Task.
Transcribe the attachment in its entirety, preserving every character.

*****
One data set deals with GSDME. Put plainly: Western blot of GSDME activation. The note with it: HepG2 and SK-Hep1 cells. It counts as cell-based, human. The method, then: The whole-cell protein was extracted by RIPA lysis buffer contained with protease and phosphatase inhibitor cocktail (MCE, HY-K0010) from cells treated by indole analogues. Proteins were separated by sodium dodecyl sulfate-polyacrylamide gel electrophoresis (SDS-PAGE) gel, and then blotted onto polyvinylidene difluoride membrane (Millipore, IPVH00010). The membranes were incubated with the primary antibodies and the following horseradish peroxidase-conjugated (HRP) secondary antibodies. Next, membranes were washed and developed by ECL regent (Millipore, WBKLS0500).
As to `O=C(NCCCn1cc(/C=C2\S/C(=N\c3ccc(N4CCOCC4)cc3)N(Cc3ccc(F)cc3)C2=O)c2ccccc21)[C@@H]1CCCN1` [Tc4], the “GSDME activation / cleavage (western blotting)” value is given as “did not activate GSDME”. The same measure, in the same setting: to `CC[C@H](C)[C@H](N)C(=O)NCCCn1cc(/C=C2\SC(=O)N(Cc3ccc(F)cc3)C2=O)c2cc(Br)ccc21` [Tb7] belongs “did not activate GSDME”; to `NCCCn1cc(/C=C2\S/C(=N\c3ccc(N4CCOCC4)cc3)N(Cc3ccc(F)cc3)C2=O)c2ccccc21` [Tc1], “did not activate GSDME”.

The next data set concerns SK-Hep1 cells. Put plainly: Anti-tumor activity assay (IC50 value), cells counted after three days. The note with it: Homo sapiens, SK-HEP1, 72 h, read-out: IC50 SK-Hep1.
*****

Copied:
One data set deals with GSDME. Put plainly: Western blot of GSDME activation. The note with it: HepG2 and SK-Hep1 cells. It counts as cell-based, human. The method, then: The whole-cell protein was extracted by RIPA lysis buffer contained with protease and phosphatase inhibitor cocktail (MCE, HY-K0010) from cells treated by indole analogues. Proteins were separated by sodium dodecyl sulfate-polyacrylamide gel electrophoresis (SDS-PAGE) gel, and then blotted onto polyvinylidene difluoride membrane (Millipore, IPVH00010). The membranes were incubated with the primary antibodies and the following horseradish peroxidase-conjugated (HRP) secondary antibodies. Next, membranes were washed and developed by ECL regent (Millipore, WBKLS0500).
As to `O=C(NCCCn1cc(/C=C2\S/C(=N\c3ccc(N4CCOCC4)cc3)N(Cc3ccc(F)cc3)C2=O)c2ccccc21)[C@@H]1CCCN1` [Tc4], the “GSDME activation / cleavage (western blotting)” value is given as “did not activate GSDME”. The same measure, in the same setting: to `CC[C@H](C)[C@H](N)C(=O)NCCCn1cc(/C=C2\SC(=O)N(Cc3ccc(F)cc3)C2=O)c2cc(Br)ccc21` [Tb7] belongs “did not activate GSDME”; to `NCCCn1cc(/C=C2\S/C(=N\c3ccc(N4CCOCC4)cc3)N(Cc3ccc(F)cc3)C2=O)c2ccccc21` [Tc1], “did not activate GSDME”.

The next data set concerns SK-Hep1 cells. Put plainly: Anti-tumor activity assay (IC50 value), cells counted after three days. The note with it: Homo sapiens, SK-HEP1, 72 h, read-out: IC50 SK-Hep1.